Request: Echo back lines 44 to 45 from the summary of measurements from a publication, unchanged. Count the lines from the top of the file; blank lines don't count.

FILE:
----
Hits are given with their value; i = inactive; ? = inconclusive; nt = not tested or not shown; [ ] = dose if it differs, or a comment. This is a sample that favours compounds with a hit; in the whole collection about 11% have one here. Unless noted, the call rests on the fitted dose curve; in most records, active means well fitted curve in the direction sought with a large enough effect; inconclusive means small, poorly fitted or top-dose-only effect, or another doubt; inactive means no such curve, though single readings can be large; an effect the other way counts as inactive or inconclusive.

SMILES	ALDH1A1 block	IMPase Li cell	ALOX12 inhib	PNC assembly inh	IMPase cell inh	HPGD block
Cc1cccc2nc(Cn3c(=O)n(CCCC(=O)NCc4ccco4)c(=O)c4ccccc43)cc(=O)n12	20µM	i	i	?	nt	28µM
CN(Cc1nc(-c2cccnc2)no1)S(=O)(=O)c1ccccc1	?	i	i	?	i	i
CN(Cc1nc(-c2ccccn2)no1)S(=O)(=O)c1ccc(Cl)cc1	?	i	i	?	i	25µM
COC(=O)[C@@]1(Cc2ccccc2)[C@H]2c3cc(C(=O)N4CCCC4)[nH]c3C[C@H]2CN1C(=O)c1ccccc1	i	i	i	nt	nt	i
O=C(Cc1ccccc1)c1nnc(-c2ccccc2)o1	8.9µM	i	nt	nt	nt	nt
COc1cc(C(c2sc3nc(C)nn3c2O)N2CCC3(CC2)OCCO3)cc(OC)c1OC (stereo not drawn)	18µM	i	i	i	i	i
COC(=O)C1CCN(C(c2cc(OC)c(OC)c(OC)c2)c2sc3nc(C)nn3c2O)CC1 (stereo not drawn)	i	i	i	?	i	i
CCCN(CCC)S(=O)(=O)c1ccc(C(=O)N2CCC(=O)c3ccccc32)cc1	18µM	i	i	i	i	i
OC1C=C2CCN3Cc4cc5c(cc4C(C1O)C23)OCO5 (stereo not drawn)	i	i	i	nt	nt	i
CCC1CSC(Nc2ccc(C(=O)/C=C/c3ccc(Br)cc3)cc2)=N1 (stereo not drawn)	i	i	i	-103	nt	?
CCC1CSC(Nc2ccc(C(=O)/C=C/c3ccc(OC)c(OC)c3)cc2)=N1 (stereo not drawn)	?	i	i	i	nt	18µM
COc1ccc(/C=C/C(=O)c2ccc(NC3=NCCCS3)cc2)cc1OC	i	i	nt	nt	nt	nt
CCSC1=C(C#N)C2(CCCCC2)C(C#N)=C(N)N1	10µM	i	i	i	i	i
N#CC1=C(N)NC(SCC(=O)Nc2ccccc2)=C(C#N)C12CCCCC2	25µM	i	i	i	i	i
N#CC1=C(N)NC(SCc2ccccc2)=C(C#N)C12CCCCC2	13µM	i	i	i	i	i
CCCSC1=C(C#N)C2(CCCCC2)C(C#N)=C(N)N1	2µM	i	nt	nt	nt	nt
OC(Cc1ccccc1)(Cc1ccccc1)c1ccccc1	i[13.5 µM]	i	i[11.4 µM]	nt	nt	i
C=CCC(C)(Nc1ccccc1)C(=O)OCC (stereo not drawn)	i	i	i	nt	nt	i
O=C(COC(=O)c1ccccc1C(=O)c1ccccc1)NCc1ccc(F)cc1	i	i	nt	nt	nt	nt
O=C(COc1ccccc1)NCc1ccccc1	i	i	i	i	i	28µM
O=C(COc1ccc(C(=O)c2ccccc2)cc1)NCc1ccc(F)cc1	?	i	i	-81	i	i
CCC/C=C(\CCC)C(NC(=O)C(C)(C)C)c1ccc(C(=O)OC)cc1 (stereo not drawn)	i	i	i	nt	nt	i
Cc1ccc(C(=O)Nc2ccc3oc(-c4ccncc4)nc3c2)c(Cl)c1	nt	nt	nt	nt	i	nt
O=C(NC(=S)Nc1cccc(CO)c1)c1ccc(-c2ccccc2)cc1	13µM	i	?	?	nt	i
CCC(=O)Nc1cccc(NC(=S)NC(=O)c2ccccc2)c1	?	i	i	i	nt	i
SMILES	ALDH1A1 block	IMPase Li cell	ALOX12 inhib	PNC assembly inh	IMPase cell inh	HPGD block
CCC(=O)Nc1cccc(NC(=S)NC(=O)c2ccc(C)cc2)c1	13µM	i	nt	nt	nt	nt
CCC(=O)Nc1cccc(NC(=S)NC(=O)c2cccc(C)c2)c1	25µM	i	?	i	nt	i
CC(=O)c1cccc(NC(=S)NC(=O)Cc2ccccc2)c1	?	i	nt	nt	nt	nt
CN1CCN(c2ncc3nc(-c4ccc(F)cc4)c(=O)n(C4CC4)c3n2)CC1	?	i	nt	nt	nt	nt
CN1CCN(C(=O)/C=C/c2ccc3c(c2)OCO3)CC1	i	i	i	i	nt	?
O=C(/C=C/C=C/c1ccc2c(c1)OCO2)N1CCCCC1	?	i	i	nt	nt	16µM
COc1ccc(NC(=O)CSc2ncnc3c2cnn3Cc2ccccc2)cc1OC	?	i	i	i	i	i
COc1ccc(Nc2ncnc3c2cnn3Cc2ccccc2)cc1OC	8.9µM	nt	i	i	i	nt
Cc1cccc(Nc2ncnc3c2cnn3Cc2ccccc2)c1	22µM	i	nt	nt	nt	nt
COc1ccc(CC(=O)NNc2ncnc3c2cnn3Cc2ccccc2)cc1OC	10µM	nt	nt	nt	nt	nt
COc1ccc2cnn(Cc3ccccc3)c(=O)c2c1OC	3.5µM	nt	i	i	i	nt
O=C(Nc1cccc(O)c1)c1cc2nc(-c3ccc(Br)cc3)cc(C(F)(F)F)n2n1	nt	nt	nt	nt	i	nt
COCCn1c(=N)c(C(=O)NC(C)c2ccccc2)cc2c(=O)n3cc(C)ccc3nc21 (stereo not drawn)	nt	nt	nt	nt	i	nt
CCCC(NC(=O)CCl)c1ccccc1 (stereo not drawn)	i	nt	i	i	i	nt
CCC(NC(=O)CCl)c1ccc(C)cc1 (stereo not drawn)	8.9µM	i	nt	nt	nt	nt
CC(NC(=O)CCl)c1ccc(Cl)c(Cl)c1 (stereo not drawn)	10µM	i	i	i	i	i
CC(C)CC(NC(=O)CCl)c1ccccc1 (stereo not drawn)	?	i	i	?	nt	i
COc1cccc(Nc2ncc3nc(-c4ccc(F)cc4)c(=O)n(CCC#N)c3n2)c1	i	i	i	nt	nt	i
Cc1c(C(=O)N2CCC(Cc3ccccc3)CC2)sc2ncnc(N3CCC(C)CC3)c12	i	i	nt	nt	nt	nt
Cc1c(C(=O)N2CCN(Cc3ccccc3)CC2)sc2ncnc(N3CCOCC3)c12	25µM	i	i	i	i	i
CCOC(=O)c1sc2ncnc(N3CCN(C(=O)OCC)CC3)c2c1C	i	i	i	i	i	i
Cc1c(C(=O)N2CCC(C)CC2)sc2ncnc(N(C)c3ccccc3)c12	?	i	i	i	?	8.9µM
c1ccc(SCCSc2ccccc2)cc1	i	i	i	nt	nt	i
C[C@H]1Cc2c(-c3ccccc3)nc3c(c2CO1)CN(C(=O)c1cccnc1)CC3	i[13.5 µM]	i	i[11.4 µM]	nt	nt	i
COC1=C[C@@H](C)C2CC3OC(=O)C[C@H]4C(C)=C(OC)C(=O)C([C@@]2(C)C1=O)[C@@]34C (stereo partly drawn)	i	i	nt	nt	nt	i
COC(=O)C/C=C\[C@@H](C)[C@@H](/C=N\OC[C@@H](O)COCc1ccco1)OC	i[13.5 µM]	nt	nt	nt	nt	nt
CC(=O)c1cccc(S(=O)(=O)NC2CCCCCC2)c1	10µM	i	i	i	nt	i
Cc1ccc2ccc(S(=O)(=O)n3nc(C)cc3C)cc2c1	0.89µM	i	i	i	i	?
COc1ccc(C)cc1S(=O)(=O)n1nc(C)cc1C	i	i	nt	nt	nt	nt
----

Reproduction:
CC(NC(=O)CCl)c1ccc(Cl)c(Cl)c1 (stereo not drawn)	10µM	i	i	i	i	i
CC(C)CC(NC(=O)CCl)c1ccccc1 (stereo not drawn)	?	i	i	?	nt	i